Wednesday, December 29, 2010

Choosing a Vendor

This is another short article on the Cliffs Notes of Software Development series.  In this post, I'll offer some tips on how to make a good choice for your custom software vendor.  This article doesn't discuss the decision of whether you should build or buy; it assumes you're already down the path of building something - whether it's a completely custom solution, or customizing packaged software.

In no particular order, here are some things you can do that will keep you headed down the right path:
  • Get assistance from an experienced and trusted guide.
    If you don't speak the language and know the turf yourself, find someone that does.  For any project that matters, it's far cheaper to get good, unbiased advice up front.  Maybe one day you'll be able to rely on your vendor as that trusted advisor, but until they've proven themselves, use caution.  It doesn't have to be a long-term engagement; it can be a quick "am I headed down the right path?" few hour session at critical milestones. 
  • Ensure they can communicate technical concepts clearly.
    Don't trust a geek that can't clearly translate techno-babble.  Our tribe is notoriously bad at glomming onto the latest technical trends regardless of their merit to the business.  It's an extremely rare breed of technical advisor that has the experience and wisdom to know when something is a genuine improvement, and not just another revision of a failed idea that a vendor is relying on for their revenue (e.g. Portals, EJBs, ESBs)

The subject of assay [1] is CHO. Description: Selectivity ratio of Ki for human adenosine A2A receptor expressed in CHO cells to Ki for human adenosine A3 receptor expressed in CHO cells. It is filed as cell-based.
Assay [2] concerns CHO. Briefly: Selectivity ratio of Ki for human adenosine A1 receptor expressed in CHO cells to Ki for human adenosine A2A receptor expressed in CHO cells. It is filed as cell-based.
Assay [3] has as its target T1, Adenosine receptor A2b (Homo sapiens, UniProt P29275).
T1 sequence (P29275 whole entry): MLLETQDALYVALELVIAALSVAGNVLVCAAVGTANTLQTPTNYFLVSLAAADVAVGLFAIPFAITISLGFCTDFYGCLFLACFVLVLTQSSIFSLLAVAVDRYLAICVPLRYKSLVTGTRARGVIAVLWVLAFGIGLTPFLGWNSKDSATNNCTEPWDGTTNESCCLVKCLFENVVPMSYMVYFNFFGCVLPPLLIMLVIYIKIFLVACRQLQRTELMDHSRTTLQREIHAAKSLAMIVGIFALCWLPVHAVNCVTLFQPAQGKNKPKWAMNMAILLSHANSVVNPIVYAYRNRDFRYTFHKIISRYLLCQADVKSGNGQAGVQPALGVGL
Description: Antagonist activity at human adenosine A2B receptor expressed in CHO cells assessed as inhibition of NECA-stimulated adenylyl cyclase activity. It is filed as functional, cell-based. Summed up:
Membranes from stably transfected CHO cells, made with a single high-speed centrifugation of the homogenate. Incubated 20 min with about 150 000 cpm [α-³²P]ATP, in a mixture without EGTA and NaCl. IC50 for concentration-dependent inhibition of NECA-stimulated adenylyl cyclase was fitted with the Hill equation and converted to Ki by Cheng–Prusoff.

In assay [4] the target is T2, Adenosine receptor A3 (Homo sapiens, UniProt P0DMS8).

• Identify and interview the implementation team.
    The software industry is still immature by trade standards, and the construction of most new projects requires a lot of experience and mindful improvisation.  i.e. The people building the software (not just designing it) can not be commoditized yet (if ever).  Most software vendors (especially the bigger ones) will have a mixed bag of staff.  You or your trusted guide should hand-pick the people on your project to make sure they're both technically qualified and a good cultural fit.  Be suspicious of any vendor that objects to this. 
  • Favor those that have done something like this before.
    Sometimes what you're trying to do is truly novel or revolutionary, in which case you should hire a company that specializes on making revolutionary software.  For the other 99% of the projects out there, it's already been done before, and those people that have already done it have learned from their mistakes.  It usually takes a few tries to build any software right, and if this is the first time your vendor is building something for you, be prepared for it to be wrong the first couple of times.  It's just a current fact of life - customers aren't able to specify exactly what it is they want the first time, and builders aren't able to build things exactly right the first time.

Good luck!


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